San Antonio Daily Light Newspaper Archives Dec 15 1890, Page 14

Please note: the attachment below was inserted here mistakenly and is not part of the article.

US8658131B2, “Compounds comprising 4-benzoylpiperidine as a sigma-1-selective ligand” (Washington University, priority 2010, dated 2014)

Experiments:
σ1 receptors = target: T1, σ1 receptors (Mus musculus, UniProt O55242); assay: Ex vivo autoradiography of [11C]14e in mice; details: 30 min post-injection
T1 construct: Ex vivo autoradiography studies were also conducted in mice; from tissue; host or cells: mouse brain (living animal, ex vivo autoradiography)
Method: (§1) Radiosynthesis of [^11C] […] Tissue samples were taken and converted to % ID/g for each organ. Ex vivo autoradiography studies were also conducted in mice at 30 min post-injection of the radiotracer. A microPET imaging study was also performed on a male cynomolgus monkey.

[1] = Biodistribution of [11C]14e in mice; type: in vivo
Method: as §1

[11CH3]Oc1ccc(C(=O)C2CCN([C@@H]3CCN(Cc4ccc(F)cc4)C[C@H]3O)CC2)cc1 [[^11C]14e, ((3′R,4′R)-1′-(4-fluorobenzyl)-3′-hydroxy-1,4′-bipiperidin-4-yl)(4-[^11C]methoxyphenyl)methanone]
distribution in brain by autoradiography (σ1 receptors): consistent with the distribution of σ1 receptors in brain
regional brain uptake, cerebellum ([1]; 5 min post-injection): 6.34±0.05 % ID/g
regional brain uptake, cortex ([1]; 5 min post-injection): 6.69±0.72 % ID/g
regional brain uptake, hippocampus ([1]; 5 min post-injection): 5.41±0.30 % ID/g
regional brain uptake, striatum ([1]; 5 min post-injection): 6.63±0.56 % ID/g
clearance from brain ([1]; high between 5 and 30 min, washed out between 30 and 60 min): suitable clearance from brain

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San Antonio Daily Light (Newspaper) - December 15, 1890, San Antonio, Texas Give Chi Ilij sight. Monday december 15, 1890. Railroad time table. In born. I. A g. N. Railroad. Us parture is. Far St. Louis via Iron Moun Tain or m., k. Amp to. 5 45 a. For St. Louis via Iron Mountain route. 6 t q p. For Laredo.9 00 a. Arrivals. From St. Louis Iron Mountain and m., k. A t.1055 a. In from St. Louis Iron Mountain and m., k. Amp t. Routes 10 00 p. In from Laredo. 3 35 p. In Southern Pacific Railroad. Through express Kast. Leave for new Orleans Houston and Galveston.9 00p.and 9 25 a. In arrive from the Kast. Arrive from new Orleans Houston and Galveston 6 50a.m. And 4 to through West. Leave for san Francisco Elpaso and Eagle pass.4 40 p. In arrive from san Francisco Elpaso and Eagle pass.8 55 a. M the s. A. Amp a. P. R. route. Departures. Leaves for Kerrville daily except sunday at.5 00 p. In leaves for Galveston Houston and Cue of daily cat. 8 45 a. In leaves for and Beeville daily except sunday at. 2 00jp. In arrivals. From Kerrville daily except sunday at.9 45 a. In from Corpus Christi. Rockport and Beeville daily except sunday at.2 00 p. M from Galveston Houston and Cuero daily. At.�?��?���?��?��?���?���?���?��?���?��?��?��?��?����?��?��?��?��,71lo . Knights of pythias endow ment rank offers the Best and safest insurance. For further particulars ask Auy member of the order or t. B. Johnson at the Light office an extra bargain. Two and one Liaf acres 12 lots near Arkansas pass depot can be had at a bargain if bought Early. Will be in Market Only a Short time. Apply to Jno. T. Hambleton amp co., no.�?T4east Commerce Street. Theun Versal verdict or the people who Nave used Clarkes extract of flax a Effion skin cure award it the first and highest t lace As a remedial agent in a oases of skin diseases. Erysipelas eczema pimples unsightly blotches humiliating eruptions. Bolls carbuncles Tetter etc., All yield to this wonderful preparation at once. Price $1 for a Large bottle at f. Kal Toyer a drug store. Clarkes flax soap is Good for the skin try it. Price 25 cents 2-17 i a Well s hair Balsam. If Gray gradually restores color elegant tonic dressing 50c, $10. Druggists or $1 size prepaid by express for $1. E. 8. Wells Jersey City by for 8ale--a bargain. A Rock House four Large rooms and Kitchen Hall thirty feet Long servants room Bath room hot and cold water a Antry Wood Shea and Wash House. Lot 150 feet centrally located. Nice shrubbery in front Yard. Price 15,300 one half Cash. Jno. T. Hambleton co Cuirn a piles a Fen for f. Kalteyer amp s0n. Of at last. When on Day of life the night is falling. And in the winds from Unsun Ned spaces ulcers i hear far voices out of darkness calling feet to paths unknown thou who Hast made Homo of ufos so pleasant. Leave not its tenant when its Walls decay 0 love divine o Helper Over present. Be thou strength and stay be near to when All else is from to Drifting Earth sky Home s picture Days of Shade and Shine and kindly faces to Ray own uplifting Tho love which answers mine 1 have but thee o fathers let thy spirit be with then to Comfort and uphold no Gate of Pearl no Branch of Palm i Merit no Street of shining Gold suffice it if Good and ill a reckoned. And both forgiven through thy bounding Grace Flud myself by hands familial beckoned unto fitting place. A Whittler. The old Saloon Torner Dolorosa and South Flores streets. The finest gentlemen a resort in the City. Headquarters for the finest brands a liquors. Wines amp cigars courteous and polite treatment a All. Times 4-i2tf Call and see Val. L0rra, the merchant tailor he has received the largest Stock of imported and Domestic suiting Ever brought to san Antonio. He will make you a first class fitting suit it at the lowest ruling prices. Done to forget to Call at once on the popular tailor Val. Lorra at the time when i was clerk in the office of the minister of War i had for a colleague and fellow clerk one Jean Vidal an old officer who had lost a left Ann in the italian Campaign but who still had his right hand with which lie accomplished marvelous feats with the pen in round hand running hand and gothic hand and executed with a single stroke of t lie pen a Small Bird in the flourish to his signature. Vidal was a worthy Man a typical old Soldier upright and pure. Although he was hardly forty years old and but few Gray hairs appeared in his pointed zouave heard yet we already called him at the office Pere Vidal but with less familiarity than respect for we knew his life of Honor and Devotion in his Small cheap lodging in the farthest part of Grenelle where his sister lived with him a widow with a Long string of children and where he supported this Little world upon his slender income that is to say the payment for his Cross his pension and his clerkship-�?3,000 francs for five persons. Never mind. His frock Coats with the empty left sleeve looped up on the third Button were always brushed As for a review by the inspector general and the red ribbon of his decoration always fresh was so serious a thing to the Good Man that he took it from his buttonhole whenever he carried a package through the streets sometimes a pair of boots from la Tours or a pair of trousers bought in the morning at the Belle Jardiniere. As i used to live then in the environs of South Paris i frequently shaped homeward Way so that i could go with Pere Vidal and i amused myself by getting him to recount his campaigns As we walked by the Vicinity of the Ecol Militare where at that time could be seen it was during the last years of the Empire the showy uniforms of the Imperial guard fug Lemen in Green lancers in White and the somber and magnificent officers of the artillery in Black arid Gold a costume in which it is quite Worth while to go and be killed. Sometimes in the hot summer evenings i offered a Glass of absinthe to companion a luxury which poor Vidal economically denied himself and we would Stop for a half hour before an officers cafe in the Avenue de la Mothe Piquet. On such Days the old a sub a who had let come the most steady of family men and had quite lost his habit of gossiping would Rise from the table with an heroic giddiness in his head and i was sure of hearing for the rest of the Way some Good War Story. Oue evening i believe god forgive that Pere Vidal had taken two glasses of absinthe in making our Way through the miserable Boulevard de Grenelle he stopped suddenly before the place of a dealer in second hand military clothes. There Are a Good Many of them in that Quarter. It was a Dingy dirty shop displaying in the window some Rusty pistols wooden bowls full of buttons gilded epaulettes Aud in front were Hung among some miserable rags several old Coats of officers ruined and tattered by the Sun and rain but which still preserving 1 he impress of the shape Aud the breadth of the shoulders had something vaguely human in their appearance. Vidal grasping Arm with his Only hand and looking at with a gaze that was not a without suggestions of absinthe lifted the stump of an Arm to Point out one of the Coats the tunic of a african officer with its skirt in a Hundred plaits and a triple braid of Gold twisting into an eight on the shoulder. A look at that a be said a a that a the uni form of old corps a captains then coming nearer to examine the tatters More closely he read the number engraved on the buttons and called out excitedly a it is regiment. It is the first Zou aves a but suddenly Pere Vidal a hand which had already Laid hold upon the old tunic remained fixed his face darkened his lips trembled and lowering his eyes he Mur mum in a frightened Way a god if it should be his Quot then with a sudden gesture he turned the tunic round and i could see in the Middle of the Back a Little round Bole the Hole of a Bullet encircled with a Black stain which was undoubtedly old blood Aud that telltale Hole was As shocking As pitiful As a wound. A a of Oil a i said to Pere Vidal who had suddenly dropped the coat and was on his Way again stopping quickly with bowed head a there was a sad scar a and anticipating a Story i added to excite Corn Zaniou into telling it a the captains of the zouave were not usually shot in the but to did riot appear to hear Rue Aud he muttered some words biting his Mustache a How came it to be stranded there its a Long Way from the Battlefield of Ign aug to Tho Boulevard de Grenelle. Of i see it the crows that follow tile army the robbers of the dead. But Why just there two Steps from the Ecol Milit ire where his regiment is stationed with the other and he should have passed by Here he should have recognized that of it is like a ghost a a look Here Pere Vidal a i said beginning to be a Good Deal interested and taking him by the Arm a you Are not going to continue to talk in enigmas and you Are going to Tell what memories have been awakened by that pierced i Eer Tatule believe that without the two or absinthe i should have Learned nothing for at that demand Pere Vidal looked at distrust fully almost anxiously but suddenly As if making a great resolve he said shortly a Well yes i will Tell it to you. Inasmuch As you Are a Well informed and honest Young Man i have Confidence in you and when i have finished you shall Tell frankly your hand on your heart if you think it strange in to be moved As i have been moved. I Jet us see. Where shall we begin first i cannot Tell you his name the other since he is living but i shall Call him by the nickname which we gave him in the regiment thirsty yes we used to Call him thirsty anti he Well answered the name being Neof those who done to stir from the canteen and who toss Oil twelve Small glasses at the twelve strokes of noon. He was sergeant of a company when i was quartermaster and he marched by Side As file closer. A Good Soldier a very Good Soldier a drunkard Reisterer fond of rows with All the bad habits of Africa but Brave As a Bayonet with cold steel Blue eyes Brown face and red Beard. Not an easy Man to get on with. When i reached the depot of the War battalion thirsty had just completed his service. He re enlisted took his Bounty and went on a three Days spree during which he rolled through the Low quarters of Algiers with four or five other rakes Liko himself piled up in a caliche and carrying a Trico lored Flag with these words a this will not last a they brought him Back to the Barracks his Skull cracked by a Saberts stroke. He had been in a Row with some loafers at the House of a moorish woman who had re lived during the squabble a kick which proved fatal. Thirsty recovered. He was put in the stocks for fifteen Days and stripped of his sergeants stripes. It was t he second time that he had lost them of it had not been for his bad conduct thirsty who was of goes i family and fairly educated would have been an officer Long ago. Now Atter the affair of the Moor his stripes were taken off but six months later As i passed the quartermaster ser Geautt a i saw that lie had them on again t Hanks to the indulgence of his Captain an old african campaigner who had seen his bravery in Kabyle. A before Long the old campaigner was promoted to be chief of the battalion and they sent us a new Captain a Young corsican named Gentile of 25, just from the military school cold ambitious full of Merit they said but very exacting hard on his men giving you six Days in the guard House for a spot of rust on your gun or a Button missing from your gaiters moreover hav ing not yet served in Algiers and admitting no sort of laxity or frolicking. Capt. Gen tile took a dislike to thirsty at once and the dislike was reciprocated. Indeed it could not be otherwise. The first time that the sergeant did not respond to the even ing Call eight Days in tile stocks the first time that lie got drunk fifteen Days. While the Captain a Small Brown Man stiff As wire and with the bristling Mustache o a frightened cat would throw his punish ment in his face saying in a hard voice know who you Are and ill Humble you Boyle thirsty did not say anything Anc walked quietly to tile Side of the guard House but the Captain would have spoken More mildly perhaps if he had seen the angry flush which mounted to the sergeants Cheek when he had turned his head and the gleam of rage which shot from his terrible cold Blue eyes. A the emperor declared War upon aus Trio and we embarked for Italy. But we Are not concerned with Hie Story of that Campaign. I will go on with ours. Dup ing the preparations for the Battle old Melignano when i lost Arm you know our battalion camped in the Middle of a Small Village and having broken ranks our Captain made a Brief address proper thing for the Captain to do to remind us that we were in a Friendly coun try and that our Honor demanded Gooc behaviour from is adding that any annoy Ance to any of the inhabitants would be punished severely. While he was speaking thirsty who was standing unsteadily by Side leaning on his gun he had half emptied since morning the Keg of the can Tinie shrugged his shoulders lightly but happily the Captain did not see it. A in the Middle of the night i started out of sleep. I jumped off from the bundle of Straw on which i was sleeping in a farmyard and i saw in the Moonlight a group of soldiers and peasants who were tearing from the arms of thirsty furious As a wild beast a pretty girl who was invoking to her Aid the Virgin Aud All the saints in Paradise. I ran to hold him but capt. Gentile reached him before . By one glance of his Eyo the Little corsican hat the look of a master he stilled the sergeant then having calmed Tho Lombard by some words that he said to Hor in italian he turned and stood before the culprit and said shaking his trembling hand in his face a a a they ought to blow out the brains of such wretches As you. In the meantime i will see the colonel and you Shull lose your stripes again Aud for Good this time. We shall fight to Morrow see that you get yourself a we turned in again but the Captain was right and at break of Day we were roused by the firing of Cannon. We flew to arms formed in line and thirsty his cold Blue eyes had never looked More cruel Stool by Side. The battalion la Egan its March. It was to dislodge the White Coats who Hud fortified themselves with several pieces of artillery in the Village of Mele guano. Forward March we had scarcely gone a couple of Kilometres when whizz the grape shot of the austrians struck us in the flank and some forty of our company went Down. Then our officers who were awaiting the order to charge made us lie Down in the Corn Fields As sharpshooters. But the officers naturally remain standing and i Tell you our Captain was by no Means the least erect of the lot. We on our knifes in the Corn Field continued to fire on the Battery which was within Range. Suddenly some Oue touched Elbow and turning i saw thirsty looking at his lips curved in a wicked smile As he loaded his Rifle. A a a you see the Captain who said to nodding toward Iii in with his head. A a a yes Well a i replied looking at the officer who was about Twenty paces from us. A a Well tic have spoken to As he did last night. A then with a Quick and rapid gesture. In two movements he brought his piece to his shoulder fired and i saw the Captain suddenly twist throw Back his head beat the air for a second with his two hands drop his sword Aud full Hea Vily on his Hack. A a a Assassin p i cried seizing Tho sergeants Arm. But lie threw three paces from Bim by a blow on Chest. A a a fool prove that i killed him. A i Rose Iii a fury but the rest of the company Rose too. Our colonel was there bareheaded and on a smoking horse jointing with his Saber to the austrian Battery Aud shouting at Tho top of his lungs a a a Forward zouave with the Bayonet a a what coaids i do but charge with the others it has become famous that charge of the zouave at Melignano. Have you Ever seen the angry sea beat upon a Rock yes Well. It. Was like that. Each company swarmed up like the surges on the Rock. Three times the Battery was covered with Blue Coats and red trousers and three times we saw the earthwork reappear with its rows of cannoli undisturbed like the Rock after the receding wave. A but tile fourth company ours must carry tile a place. In Twenty Bounds i reached the redoubt. By the Aid of gun i mounted tile slope. But i had Only time to see a pair of blonde mustaches a Blue Cap and the carbine re a gun which almost touched . Then i Felt such a Shock in shoulder that i believed Arm had been blown off. I dropped gun everything whirled around i fell on Side near the wheel of a powder Wagon anti lost consciousness. A when i opened eyes i heard Only the sound of Distant firing. The zouave were there formed in a disordered Semi Circle. They cried a Vive la Empereur a Aud brandished t heir guns at arms length in the ail. A an old general followed by his staff came up at a Gallop lie reined up his horse and waving ids gilded Chapeau in the air he cried a Bravo zouave you Are the first soldiers of the a i was sitting by wheel piteously holding with right hand poor broken Paw and i recalled the frightful crime of thirsty killing his officer from behind on the Field of Battle. A suddenly he came from among the ranks Aud advanced toward the general yes he himself thirsty the Assassin of the Captain. In the fight he had lost ids Cap and ids shaved head appeared traversed by a Saber stroke from which a Stream of blood ran Down ids forehead and on his Cheek. Leaning with one hand on his gun he presented an austrian Flag tattered and with great red stains on it a Flag Winch he had taken. The Gen eral seemed to regard him with Admire Tion and find him Superb. A say Boicourt said he turning to one of his artillery officers. A look at that. What Mena then thirsty said in his hoarse voice a that a True general but you know the first zouave. There Are enough of them for More than one a i could embrace you for that phrase a cried the general. A you shall have the Cross you a and repeating always a what men what Meu a he said to his aide do Camp a phrase which i could not understand myself i Ani too ignorant you know but remember it nil the same a Isnit it i Bri court ifs like a but at that moment Arm pained again and fainting i saw and heard both ing More. A you know the rest. I have often told you How they hacked off Arm and How i was carried for two months in ambulances delirious with fever. In sleepless hours i asked myself what i should do in regard to thirsty. Denounce him certainly that was duty but How what proofs had i ? then i would say to myself a he is a scoundrel but a hero. He killed capt. Gentile but he captured an austrian and i could not decade at last when i was convalescent i Learned that As a Reward for his Brave action thirsty had liven transferred with his Grade to the zouave of the guard ant had received a decoration. A at first that disgusted with own Cross which our colonel had just attached to cloak at the Hospital. However thirsty merited his As Well after All but his legion of Honor should have served As a target for a firing squad of soldiers. Well All that was a Long time ago. I have never seen the sergeant again who is still in the service and i am in civil life. But just now seeing that tunic with its Bullet Hole a god knows How it came there hanging at that old clothes dealers two Steps from the Barracks where the Assassin is i thought of his unpunished crime and it seemed to that the Captain cried for i did Best to Calm Pere Vidal who had been much excited by his Story. I assured him that he had done everything for the Best and the heroism of the sergeant balanced his crime. But some Days later on arriving at the office i found Pere Vidal who handed a journal so folded that but one column was visible and who said gravely a what did i Tell you a i took the journal Aud read As follows a another victim of afternoon on the Boulevard de Grenelle a sergeant of the Imperial zouave by the name of Mallet who bore among his comrades the sobriquet a thirsty a Aud who had been drinking heavily with some companions in the neighbouring drinking places was seized with a Sadden alcoholic delirium while looking at some old uniforms hanging in front of an old clothes merchants. A becoming suddenly furious the sergeant Drew his Saber Bayonet and ran Down the Street to the great terror of the pass Era by. It was Only by the greatest efforts that the two soldiers who accompanied Hihi were Able to overcome the madman who in his rage shrieked unceasingly a i am not an Assassin i took an austrian Flag at Melignano a a we Are told that in fact Mallet had been decorated for that feat of arms and that it was Only his inveterate drunkenness which prevented him from becoming an officer. A Mallet has been taken to the military Hospital of Gros Carillon from whence he will presently 1ms transferred to Charenton for it is doubtful if the unfortunate Man will Ever recover his As f returned t he . I to rent Siuai he looked it gravely Aud said a Captain Gentile was a corsican. Reis York evening Post. Hate Fields ideas about smoking. Most men do not smoke because they Art obliged to smoke lilt because they like to. Now suppose a woman who liked dancing were to indulge in that harmlessly exhilarating pastime whenever she Felt so disposed without reference to its temporary fitness How would she look for exam pie breaking Toto step or pirouettes in Hie Street or in a Public conveyance or in tile doorway of an Assembly Hall or in a congressional committee room what would be thought of her if she were to Waltz through Hie hotel corridors from her bedroom to breakfast dancing like smoking is a very pleasant Ami innocent recreation but As the Wise Man said there is it time for it which is certainly by inference not ail times. If the Man lighted Cigar is Ever present with him would picture to himself his Brethel his sister or his daughter his wife or his Sweet heart entertaining herself As she likes Best in season and out of season just As he does he would be Able to Meas lire his own conduct by a fairer Standard and vie better Able to discriminate Between the use and the abuse of one of the Good things heaven has Given to Fields Washington. Walking for exercise. Walking is not always the Hest form of exercise. Horseback Riding is sometimes much better but most persons Are shut up to exercise on foot. To Many men it is sufficient to walk to and from their place of business and this is the More profitable tis helping the Walker to lose sight of exercise As a Mere end. Tile disposition of so Many people to ride when they might walk is an unfavourable symptom. Walking should be brisk with a somewhat free swing of the arms. A walk Over a More or less Hilly route tells More than one Over level ground since in climbing and descending Hills different Muscles Are brought into play and the breathing is deeper Ami Fuller. Besides it is less fatiguing and More enjoyable than tramping Over a s companion. A terrible ride. I began life on one of the big railways of the states As a a a cleaner in an engine shed. I had been employed Iii the shed at Louisville for about fifteen or sixteen months when i went on first trip As a fireman. It was very near being last. I firmly believe ail the years of flying about in an express since i was made an Engineer have not taken As much out of As that single turn of an hour and a half. It occurred in this Way one evening t he superintendent at Louisville received a wire from Weston a station about seventy Miles Down the line to Send an engine to replace one which had broken Down. He in to to the shed and selected Tho Gen. Grant one of the finest locomotives on the Road. Then lie sent Wool to the Engineer and fireman to come on duty and Start on their journey at 7 of Block. The Driver Ben Norris was there in Good time and busied himself with his Oil can. But Jim West the fireman did not turn up punctually. At last when it was near the hour for starting he came in the shed. One glance at his bloodshot eyes and unsteady walk showed he was the worse for drink. Poor fellow i knew the cause of this and from the Bottom of heart i pitied him. The week before he had lost his Little daughter Kate and to drown his grief he had taken to liquor. I knew he was perfectly incapable of going on duty and i also knew that if he was discovered in this state it would mean instant dismissal. There was Only Oue thing for it another fireman must be found immediately. If the mutter was referred to the superintendent it would be All up with Friend Jim. From that moment i made up mind to take his place myself. I gave him in charge of one of mates who promised to take him Home quietly. I thought that in a few hours he would have slept off the effects of the liquor and i left word to have him come on by the night train to Weston. I had to explain matters to the Engineer but he made no objections to Ray plan. It struck at the time that he took the matter very coolly in fact he seemed perfectly indifferent As to who went with him. Time was up. I took place in the cab. Norris set to work at once and we moved slowly out of the shed. We were off while in the station i took care to keep lie Diug Down us if examining the fire so that i should not iks recognized. But once Clear of the town i stood upright and looked around. It was a glorious summer evening. We skimmed rapidly past Meadows and com Fields and then dashed along the Bridge Over the River. I lie inn to think i would enjoy the run immensely. I next turned attention to the engine. As i ran Eye Over the shining machinery i Felt gratified to think that its neat order was chiefly owing to care. I was proud of Tho Grant Ami wondered if the time would Ever come when i should have charge of it myself. I was so elated that i thought companion ought to be More Lively. Ben seemed to think of nothing but his work. He stood with his hands on the throttle and his eyes steadily fixed on the track ahead. I made one or two remarks but he scarcely answered . While i was wondering at his silence he suddenly a poured to Rouse himself. He glanced at the steam gauge muttered something which i did not understand then Lieut Down and examined the firebox. A More Coal a he cried in a voice which a i most startled . I complied without a word. Instead of throwing in the Coal recklessly which i knew would Only Deaden the fire i piled it up carefully around the sides. Very soon the Speed of the aug Itic increased. We Wert rattling along at a grand rate. I examined the gauge Ami saw that the hand pointed to 195. I could not see the necessity for this rapid travelling. My. Come Anion a attention was again con lured of third Page